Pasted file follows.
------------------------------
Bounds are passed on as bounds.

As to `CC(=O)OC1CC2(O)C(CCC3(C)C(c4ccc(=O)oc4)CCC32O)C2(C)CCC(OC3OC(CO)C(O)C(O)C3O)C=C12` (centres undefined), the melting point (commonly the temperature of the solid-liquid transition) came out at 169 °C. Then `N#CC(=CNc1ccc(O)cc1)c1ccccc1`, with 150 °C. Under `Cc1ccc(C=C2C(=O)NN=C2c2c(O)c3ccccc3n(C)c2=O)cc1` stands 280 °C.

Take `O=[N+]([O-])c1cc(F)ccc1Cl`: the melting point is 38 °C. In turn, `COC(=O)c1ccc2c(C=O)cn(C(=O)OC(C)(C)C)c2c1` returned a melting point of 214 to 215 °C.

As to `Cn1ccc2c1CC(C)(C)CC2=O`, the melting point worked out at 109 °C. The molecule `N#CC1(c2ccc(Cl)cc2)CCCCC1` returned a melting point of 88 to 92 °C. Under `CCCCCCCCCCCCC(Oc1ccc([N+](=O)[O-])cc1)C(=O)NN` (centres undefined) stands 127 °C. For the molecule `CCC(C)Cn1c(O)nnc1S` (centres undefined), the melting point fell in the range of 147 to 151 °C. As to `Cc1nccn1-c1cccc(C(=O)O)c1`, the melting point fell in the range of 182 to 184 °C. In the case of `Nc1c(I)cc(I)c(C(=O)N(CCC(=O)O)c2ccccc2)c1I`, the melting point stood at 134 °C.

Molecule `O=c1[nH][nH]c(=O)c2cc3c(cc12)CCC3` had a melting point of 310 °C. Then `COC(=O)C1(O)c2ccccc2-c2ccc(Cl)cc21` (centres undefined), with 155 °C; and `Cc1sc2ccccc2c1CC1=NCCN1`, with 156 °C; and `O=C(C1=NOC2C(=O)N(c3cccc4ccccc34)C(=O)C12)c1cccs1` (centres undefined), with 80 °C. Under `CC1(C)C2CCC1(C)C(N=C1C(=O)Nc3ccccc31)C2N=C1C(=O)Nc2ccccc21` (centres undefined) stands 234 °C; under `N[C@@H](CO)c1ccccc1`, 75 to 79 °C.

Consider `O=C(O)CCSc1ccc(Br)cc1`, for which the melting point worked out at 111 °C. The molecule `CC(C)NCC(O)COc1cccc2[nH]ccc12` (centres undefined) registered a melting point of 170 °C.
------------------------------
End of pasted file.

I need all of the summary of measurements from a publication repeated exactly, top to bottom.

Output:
Bounds are passed on as bounds.

As to `CC(=O)OC1CC2(O)C(CCC3(C)C(c4ccc(=O)oc4)CCC32O)C2(C)CCC(OC3OC(CO)C(O)C(O)C3O)C=C12` (centres undefined), the melting point (commonly the temperature of the solid-liquid transition) came out at 169 °C. Then `N#CC(=CNc1ccc(O)cc1)c1ccccc1`, with 150 °C. Under `Cc1ccc(C=C2C(=O)NN=C2c2c(O)c3ccccc3n(C)c2=O)cc1` stands 280 °C.

Take `O=[N+]([O-])c1cc(F)ccc1Cl`: the melting point is 38 °C. In turn, `COC(=O)c1ccc2c(C=O)cn(C(=O)OC(C)(C)C)c2c1` returned a melting point of 214 to 215 °C.

As to `Cn1ccc2c1CC(C)(C)CC2=O`, the melting point worked out at 109 °C. The molecule `N#CC1(c2ccc(Cl)cc2)CCCCC1` returned a melting point of 88 to 92 °C. Under `CCCCCCCCCCCCC(Oc1ccc([N+](=O)[O-])cc1)C(=O)NN` (centres undefined) stands 127 °C. For the molecule `CCC(C)Cn1c(O)nnc1S` (centres undefined), the melting point fell in the range of 147 to 151 °C. As to `Cc1nccn1-c1cccc(C(=O)O)c1`, the melting point fell in the range of 182 to 184 °C. In the case of `Nc1c(I)cc(I)c(C(=O)N(CCC(=O)O)c2ccccc2)c1I`, the melting point stood at 134 °C.

Molecule `O=c1[nH][nH]c(=O)c2cc3c(cc12)CCC3` had a melting point of 310 °C. Then `COC(=O)C1(O)c2ccccc2-c2ccc(Cl)cc21` (centres undefined), with 155 °C; and `Cc1sc2ccccc2c1CC1=NCCN1`, with 156 °C; and `O=C(C1=NOC2C(=O)N(c3cccc4ccccc34)C(=O)C12)c1cccs1` (centres undefined), with 80 °C. Under `CC1(C)C2CCC1(C)C(N=C1C(=O)Nc3ccccc31)C2N=C1C(=O)Nc2ccccc21` (centres undefined) stands 234 °C; under `N[C@@H](CO)c1ccccc1`, 75 to 79 °C.

Consider `O=C(O)CCSc1ccc(Br)cc1`, for which the melting point worked out at 111 °C. The molecule `CC(C)NCC(O)COc1cccc2[nH]ccc12` (centres undefined) registered a melting point of 170 °C.